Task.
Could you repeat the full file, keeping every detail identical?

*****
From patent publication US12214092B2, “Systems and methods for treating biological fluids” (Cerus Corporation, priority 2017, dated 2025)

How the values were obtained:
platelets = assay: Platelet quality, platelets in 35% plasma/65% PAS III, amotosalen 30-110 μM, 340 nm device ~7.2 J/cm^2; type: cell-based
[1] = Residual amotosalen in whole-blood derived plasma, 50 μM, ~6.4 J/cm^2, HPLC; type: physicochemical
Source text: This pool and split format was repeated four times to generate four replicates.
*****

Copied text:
From patent publication US12214092B2, “Systems and methods for treating biological fluids” (Cerus Corporation, priority 2017, dated 2025)

How the values were obtained:
platelets = assay: Platelet quality, platelets in 35% plasma/65% PAS III, amotosalen 30-110 μM, 340 nm device ~7.2 J/cm^2; type: cell-based
[1] = Residual amotosalen in whole-blood derived plasma, 50 μM, ~6.4 J/cm^2, HPLC; type: physicochemical
Source text: This pool and split format was repeated four times to generate four replicates.